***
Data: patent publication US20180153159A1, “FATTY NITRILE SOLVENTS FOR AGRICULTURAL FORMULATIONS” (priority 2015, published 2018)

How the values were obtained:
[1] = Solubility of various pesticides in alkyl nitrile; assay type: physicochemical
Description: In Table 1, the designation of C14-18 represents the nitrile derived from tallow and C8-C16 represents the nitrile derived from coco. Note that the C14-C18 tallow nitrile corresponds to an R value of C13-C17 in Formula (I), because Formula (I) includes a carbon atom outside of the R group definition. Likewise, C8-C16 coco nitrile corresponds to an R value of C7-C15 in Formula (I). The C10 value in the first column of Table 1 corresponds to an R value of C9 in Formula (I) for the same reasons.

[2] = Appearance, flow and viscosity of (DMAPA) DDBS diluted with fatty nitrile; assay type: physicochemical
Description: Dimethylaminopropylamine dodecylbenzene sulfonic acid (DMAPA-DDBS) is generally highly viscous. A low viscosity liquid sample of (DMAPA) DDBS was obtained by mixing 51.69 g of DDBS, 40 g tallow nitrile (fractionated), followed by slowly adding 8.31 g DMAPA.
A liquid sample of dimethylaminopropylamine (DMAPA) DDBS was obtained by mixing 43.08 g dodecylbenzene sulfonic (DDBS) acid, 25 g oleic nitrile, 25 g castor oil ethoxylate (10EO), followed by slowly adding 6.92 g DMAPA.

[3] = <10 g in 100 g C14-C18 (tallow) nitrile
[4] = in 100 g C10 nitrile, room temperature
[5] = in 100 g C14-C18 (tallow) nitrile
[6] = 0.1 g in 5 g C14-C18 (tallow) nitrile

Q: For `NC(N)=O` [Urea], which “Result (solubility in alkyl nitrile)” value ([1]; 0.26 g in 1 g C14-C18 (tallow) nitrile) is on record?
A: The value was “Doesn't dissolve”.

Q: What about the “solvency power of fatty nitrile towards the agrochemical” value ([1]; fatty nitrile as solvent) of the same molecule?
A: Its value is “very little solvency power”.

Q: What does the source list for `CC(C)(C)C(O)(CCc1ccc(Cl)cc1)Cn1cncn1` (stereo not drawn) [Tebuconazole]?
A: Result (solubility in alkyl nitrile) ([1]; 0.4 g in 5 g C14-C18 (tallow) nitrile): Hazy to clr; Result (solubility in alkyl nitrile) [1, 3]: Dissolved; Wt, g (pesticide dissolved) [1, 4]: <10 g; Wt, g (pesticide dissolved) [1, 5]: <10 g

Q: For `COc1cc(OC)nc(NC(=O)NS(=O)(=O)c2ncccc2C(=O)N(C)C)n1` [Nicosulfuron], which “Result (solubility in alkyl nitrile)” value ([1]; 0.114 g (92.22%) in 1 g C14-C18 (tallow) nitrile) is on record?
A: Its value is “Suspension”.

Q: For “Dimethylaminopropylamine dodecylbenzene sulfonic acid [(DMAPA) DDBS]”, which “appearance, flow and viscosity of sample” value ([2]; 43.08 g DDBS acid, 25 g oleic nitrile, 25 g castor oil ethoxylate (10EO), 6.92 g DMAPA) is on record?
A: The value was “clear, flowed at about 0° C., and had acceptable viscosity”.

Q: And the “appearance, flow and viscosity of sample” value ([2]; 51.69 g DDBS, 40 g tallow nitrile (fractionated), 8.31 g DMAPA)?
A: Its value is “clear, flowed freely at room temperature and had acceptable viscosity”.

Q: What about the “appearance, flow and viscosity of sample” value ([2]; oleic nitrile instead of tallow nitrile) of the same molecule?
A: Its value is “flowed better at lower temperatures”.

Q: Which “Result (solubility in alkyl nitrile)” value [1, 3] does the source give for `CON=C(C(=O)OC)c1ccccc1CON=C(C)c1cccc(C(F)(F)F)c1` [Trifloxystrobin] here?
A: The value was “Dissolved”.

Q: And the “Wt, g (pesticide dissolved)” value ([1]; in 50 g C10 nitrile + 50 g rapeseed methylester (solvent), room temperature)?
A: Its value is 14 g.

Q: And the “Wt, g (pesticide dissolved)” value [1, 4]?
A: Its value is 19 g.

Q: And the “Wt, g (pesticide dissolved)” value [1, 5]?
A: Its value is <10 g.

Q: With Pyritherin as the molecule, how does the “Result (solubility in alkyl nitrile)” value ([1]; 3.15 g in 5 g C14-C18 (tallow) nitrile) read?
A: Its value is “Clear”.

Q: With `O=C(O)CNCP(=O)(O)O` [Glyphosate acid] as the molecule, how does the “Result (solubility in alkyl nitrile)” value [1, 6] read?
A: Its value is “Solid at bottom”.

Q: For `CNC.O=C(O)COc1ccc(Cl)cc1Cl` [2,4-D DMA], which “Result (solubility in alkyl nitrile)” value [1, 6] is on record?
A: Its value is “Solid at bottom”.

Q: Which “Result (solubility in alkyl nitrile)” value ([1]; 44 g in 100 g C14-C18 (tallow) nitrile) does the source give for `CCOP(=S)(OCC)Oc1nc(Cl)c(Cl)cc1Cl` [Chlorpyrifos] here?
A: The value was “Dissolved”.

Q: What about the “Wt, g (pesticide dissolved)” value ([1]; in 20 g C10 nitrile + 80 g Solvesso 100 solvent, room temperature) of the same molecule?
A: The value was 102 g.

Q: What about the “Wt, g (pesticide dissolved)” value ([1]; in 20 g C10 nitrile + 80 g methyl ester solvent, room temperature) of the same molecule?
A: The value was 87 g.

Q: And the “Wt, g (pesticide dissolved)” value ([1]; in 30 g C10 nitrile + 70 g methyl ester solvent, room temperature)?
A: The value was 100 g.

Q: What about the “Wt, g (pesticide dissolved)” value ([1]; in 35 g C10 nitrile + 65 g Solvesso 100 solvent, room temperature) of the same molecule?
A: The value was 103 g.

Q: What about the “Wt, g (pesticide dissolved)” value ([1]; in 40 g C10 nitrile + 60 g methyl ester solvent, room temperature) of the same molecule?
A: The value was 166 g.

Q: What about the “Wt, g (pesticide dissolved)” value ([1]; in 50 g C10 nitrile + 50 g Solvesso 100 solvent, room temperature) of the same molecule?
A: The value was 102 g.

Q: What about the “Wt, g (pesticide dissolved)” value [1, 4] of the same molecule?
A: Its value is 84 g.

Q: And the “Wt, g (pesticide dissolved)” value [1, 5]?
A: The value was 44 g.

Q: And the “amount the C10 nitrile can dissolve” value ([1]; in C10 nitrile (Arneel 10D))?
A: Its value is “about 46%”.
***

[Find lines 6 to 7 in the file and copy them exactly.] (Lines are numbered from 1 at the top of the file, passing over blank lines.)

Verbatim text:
Description: Dimethylaminopropylamine dodecylbenzene sulfonic acid (DMAPA-DDBS) is generally highly viscous. A low viscosity liquid sample of (DMAPA) DDBS was obtained by mixing 51.69 g of DDBS, 40 g tallow nitrile (fractionated), followed by slowly adding 8.31 g DMAPA.
A liquid sample of dimethylaminopropylamine (DMAPA) DDBS was obtained by mixing 43.08 g dodecylbenzene sulfonic (DDBS) acid, 25 g oleic nitrile, 25 g castor oil ethoxylate (10EO), followed by slowly adding 6.92 g DMAPA.